Israeli Prime Minister Menahem Begin today defended his government's decision to equalize social services for the inhabitants of the occupied West Bank and the Gaza Strip with those of Israeli citizen on humanitarian grounds, and said he expects no adverse reaction from the United States.
The decision, made by the Cabinet yesterday, drew criticism, however, from the opposition Labor Party and the mayor of Gaza and mixed reaction from the Israeli press.
[State Department spokesman Hodding Carter said the Washington that the State Department was not prepared to comment on the Israeli move and no analysis had yet been made of the legal implications.]
While critics said the move appears to be a step toward annexation of the two occupied territories, seized by Israel in the 1967 war. Begin called it a decision that "every man who believes in human progress and justice should hail."
He denied that the move had anything to do with annexation, calling it "just government that would like to provide justice for all."
Former Health Minister Victor Shamtov of the opposition Labor alignment, expressed the fears of many Arabs and Israelis, saying that he considers the move dangerous as a step toward annexation.
The Labor Party, however, is split over just how to react to Begin's move. Many Labor members do not want to come out against equal treatment for the Arabs in the occupied territories as it might appear that they are in favor of inequality and such things as child labor, which is tolerated in the occupied territories but not in Israel.
The independent newspaper Maariv said that "improvement of living conditions in areas that have been under Israeli rule for 10 years is in the nature of a positive policy regardless of what decision is eventually taken regarding the area's political fate."
The independent daily Haaretz pointed out that the government's denial that politics had been involved in the decision was not altogether true because the Arabs living in the occupied territories on the Golan Heights and the SInai Peninsula areas in which Israel has expressed a willingness to return seized territories were not included. If the plan were truly humanitarian, it said, all the Arabs living under Israeli military occupation would have been included.
Mayor Rashe Eshawah of Gaza said the decision amounts to a denial of the rights of the people as Palestinians and called it a move toward annexation.
Mayor Fahed Kawasmeh of Hebron, on the West Bank said, however, that the step would be positive if it was made solely on humanitarian grounds, but added that he would oppose any steps towards annexation.
A telephone samoling of businessmen on the West Bank indicated that the Arabs are afraid that Israel will increase their taxes to pay for the changes and that such taxation without representation would lead to further trouble in a the occupied territories.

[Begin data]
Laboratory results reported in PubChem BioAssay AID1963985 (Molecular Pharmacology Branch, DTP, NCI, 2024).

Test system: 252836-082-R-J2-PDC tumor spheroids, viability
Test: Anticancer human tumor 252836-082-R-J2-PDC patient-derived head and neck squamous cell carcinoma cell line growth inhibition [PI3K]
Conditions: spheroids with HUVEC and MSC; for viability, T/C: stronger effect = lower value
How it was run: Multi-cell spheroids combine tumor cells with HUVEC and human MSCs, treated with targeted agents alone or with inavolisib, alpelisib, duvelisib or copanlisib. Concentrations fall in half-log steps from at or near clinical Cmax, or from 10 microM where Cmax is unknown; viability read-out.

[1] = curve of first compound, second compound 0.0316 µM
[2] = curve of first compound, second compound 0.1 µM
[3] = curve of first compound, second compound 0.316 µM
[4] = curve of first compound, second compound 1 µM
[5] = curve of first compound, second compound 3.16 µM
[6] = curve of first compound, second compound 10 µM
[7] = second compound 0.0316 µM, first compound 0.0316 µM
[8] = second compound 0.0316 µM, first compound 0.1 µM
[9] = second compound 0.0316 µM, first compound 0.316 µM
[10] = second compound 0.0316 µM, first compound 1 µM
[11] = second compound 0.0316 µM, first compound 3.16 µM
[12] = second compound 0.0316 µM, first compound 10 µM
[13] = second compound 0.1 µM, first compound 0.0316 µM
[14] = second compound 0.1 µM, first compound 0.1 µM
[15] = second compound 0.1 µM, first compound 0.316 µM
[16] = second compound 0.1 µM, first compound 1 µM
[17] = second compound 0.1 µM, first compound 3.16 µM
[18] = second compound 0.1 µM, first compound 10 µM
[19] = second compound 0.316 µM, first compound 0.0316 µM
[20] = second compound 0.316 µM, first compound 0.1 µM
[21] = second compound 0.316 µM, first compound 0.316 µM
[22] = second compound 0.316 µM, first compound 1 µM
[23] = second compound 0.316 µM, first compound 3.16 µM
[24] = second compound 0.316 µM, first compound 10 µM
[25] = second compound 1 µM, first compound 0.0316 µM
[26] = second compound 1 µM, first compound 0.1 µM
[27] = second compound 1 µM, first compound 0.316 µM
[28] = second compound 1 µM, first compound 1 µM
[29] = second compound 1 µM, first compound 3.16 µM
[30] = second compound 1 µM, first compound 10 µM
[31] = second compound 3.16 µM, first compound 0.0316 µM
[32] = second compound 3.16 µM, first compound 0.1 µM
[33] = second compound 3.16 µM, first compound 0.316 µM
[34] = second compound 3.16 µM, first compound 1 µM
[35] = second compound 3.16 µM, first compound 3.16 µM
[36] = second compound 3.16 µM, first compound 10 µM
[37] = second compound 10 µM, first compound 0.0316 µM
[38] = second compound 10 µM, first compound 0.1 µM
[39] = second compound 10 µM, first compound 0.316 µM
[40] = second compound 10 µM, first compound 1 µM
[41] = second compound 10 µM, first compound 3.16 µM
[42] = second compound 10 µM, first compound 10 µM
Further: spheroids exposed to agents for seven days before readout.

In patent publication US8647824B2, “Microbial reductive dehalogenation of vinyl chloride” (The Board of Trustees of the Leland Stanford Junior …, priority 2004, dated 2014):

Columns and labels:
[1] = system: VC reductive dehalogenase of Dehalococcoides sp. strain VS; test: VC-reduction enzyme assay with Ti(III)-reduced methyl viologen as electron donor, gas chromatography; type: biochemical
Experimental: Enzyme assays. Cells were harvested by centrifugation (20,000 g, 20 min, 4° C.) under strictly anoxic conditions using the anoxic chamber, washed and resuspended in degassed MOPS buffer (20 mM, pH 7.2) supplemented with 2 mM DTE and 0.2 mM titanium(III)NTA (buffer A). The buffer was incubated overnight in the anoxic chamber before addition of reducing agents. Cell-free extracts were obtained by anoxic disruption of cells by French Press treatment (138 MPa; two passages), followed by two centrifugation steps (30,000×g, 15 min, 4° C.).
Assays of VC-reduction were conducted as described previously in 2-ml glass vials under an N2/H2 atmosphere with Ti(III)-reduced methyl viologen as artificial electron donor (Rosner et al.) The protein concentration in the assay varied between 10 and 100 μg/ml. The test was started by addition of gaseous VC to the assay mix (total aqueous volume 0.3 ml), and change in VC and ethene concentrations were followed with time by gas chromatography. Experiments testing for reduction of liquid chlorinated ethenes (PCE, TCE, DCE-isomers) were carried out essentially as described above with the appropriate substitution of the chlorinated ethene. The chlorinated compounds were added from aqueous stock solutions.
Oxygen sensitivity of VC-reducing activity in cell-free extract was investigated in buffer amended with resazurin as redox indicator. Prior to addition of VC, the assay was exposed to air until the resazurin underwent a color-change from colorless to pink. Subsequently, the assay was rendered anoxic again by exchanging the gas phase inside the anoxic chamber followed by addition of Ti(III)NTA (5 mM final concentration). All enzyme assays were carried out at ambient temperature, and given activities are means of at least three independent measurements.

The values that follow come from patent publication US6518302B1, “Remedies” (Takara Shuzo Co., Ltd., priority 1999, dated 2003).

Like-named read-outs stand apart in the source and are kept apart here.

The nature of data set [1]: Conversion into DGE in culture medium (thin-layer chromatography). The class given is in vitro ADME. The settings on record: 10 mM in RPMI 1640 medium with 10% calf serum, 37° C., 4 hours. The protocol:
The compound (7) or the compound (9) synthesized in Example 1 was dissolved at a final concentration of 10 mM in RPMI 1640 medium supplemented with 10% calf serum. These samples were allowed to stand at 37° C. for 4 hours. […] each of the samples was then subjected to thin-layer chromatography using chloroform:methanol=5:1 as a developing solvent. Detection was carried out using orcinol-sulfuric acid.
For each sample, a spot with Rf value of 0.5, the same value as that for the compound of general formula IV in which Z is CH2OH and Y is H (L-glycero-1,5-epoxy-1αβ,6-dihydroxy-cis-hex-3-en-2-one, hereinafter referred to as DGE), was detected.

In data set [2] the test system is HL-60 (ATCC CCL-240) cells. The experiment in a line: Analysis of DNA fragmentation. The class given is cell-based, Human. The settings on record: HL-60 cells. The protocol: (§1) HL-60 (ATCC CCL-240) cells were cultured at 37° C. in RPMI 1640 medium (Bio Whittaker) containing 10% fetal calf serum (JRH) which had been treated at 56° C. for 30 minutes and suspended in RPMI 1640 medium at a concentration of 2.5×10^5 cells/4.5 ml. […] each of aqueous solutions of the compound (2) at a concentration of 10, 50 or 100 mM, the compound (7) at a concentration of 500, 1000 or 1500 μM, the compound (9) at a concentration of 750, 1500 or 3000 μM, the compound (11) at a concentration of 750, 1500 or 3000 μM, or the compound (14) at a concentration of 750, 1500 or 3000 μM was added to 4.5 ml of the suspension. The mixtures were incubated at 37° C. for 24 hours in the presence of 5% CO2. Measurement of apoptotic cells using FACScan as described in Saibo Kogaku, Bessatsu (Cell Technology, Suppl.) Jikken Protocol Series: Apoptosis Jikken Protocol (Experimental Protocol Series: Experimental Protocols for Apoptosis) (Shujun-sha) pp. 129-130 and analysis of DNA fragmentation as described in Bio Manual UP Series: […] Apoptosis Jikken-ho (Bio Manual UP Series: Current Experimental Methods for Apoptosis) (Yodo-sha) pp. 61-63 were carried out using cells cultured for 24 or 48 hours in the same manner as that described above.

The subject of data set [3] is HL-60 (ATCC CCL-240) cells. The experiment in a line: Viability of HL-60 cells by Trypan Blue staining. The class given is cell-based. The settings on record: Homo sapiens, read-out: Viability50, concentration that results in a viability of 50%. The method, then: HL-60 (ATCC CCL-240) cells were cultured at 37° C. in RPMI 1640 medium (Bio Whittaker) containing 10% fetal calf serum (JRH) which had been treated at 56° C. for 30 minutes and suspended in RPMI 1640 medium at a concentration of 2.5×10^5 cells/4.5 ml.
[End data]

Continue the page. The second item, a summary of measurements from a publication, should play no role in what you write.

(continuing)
Until there is more discussion and planning on how the government intends to organize and above all finance such a plan, however, there is doubt in the minds of Arabs and Israel intends to be in charge of the West Bank and Gaza for a very long time.
"The equalization of services is not something that happens overnight," the officials said, because it means" more schools hospitals, more everything and it will cost a great deal of money. It would take many years to implement."
Although Begin said today that he does not think it will be necessary to raise the taxes of West Bank and Gaza residents, which are based on old Jordanian and Egyptian tax scales, no one has yet explained how Israel intends to pay for such a program. The Cabinet left the details to be worked out later.
The previous Labor government took the position that the West Bank and Gaza would not be incorporated into Israel, except for East Jerusalem, so that parts of these occupied territories could be given back to the Arabs in exchange for peace.
Begin is government takes the position that the West Bank and Gaza should never be returned to Arab control, but it has said it would not extend Israeli law to the territories while negotiations with the Arabs were going on.
Last month, following his visit to Washington. Begin legalized three previously illegal Jewish settlements in the West Bank. That move was condemned by the United States as an obstacle to peace.
The Palestinian commando movement said in Beirut that it will step up military operations inside Israel in response to what it sees as Israeli plans to annex the West Bank and Gaza Strip.
The Israeli government announced that Begin will make a state visit this month to Romania, the only Communist country with which it has diplomatic relations.
Israel began calling up thousands of armed forces reservists in the second public mobilization exercise in two months.